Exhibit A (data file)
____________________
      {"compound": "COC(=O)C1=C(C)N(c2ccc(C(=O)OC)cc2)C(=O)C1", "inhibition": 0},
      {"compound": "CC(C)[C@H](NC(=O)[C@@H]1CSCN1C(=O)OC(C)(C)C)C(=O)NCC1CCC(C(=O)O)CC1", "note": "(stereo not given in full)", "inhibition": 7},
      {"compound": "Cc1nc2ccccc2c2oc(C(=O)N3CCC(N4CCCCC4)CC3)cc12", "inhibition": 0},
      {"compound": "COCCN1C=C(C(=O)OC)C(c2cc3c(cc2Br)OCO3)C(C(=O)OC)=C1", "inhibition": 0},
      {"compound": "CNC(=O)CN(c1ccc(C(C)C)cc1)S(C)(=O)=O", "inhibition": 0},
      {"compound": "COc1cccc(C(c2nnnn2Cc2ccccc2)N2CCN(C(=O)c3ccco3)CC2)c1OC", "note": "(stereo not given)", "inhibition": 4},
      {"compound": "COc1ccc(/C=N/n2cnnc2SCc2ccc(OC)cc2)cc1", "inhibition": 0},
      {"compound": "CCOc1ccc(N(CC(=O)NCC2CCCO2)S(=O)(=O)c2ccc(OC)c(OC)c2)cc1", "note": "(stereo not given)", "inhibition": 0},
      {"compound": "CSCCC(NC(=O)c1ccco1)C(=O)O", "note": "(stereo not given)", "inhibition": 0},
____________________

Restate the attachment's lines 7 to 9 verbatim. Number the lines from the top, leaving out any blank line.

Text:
      {"compound": "COc1ccc(/C=N/n2cnnc2SCc2ccc(OC)cc2)cc1", "inhibition": 0},
      {"compound": "CCOc1ccc(N(CC(=O)NCC2CCCO2)S(=O)(=O)c2ccc(OC)c(OC)c2)cc1", "note": "(stereo not given)", "inhibition": 0},
      {"compound": "CSCCC(NC(=O)c1ccco1)C(=O)O", "note": "(stereo not given)", "inhibition": 0},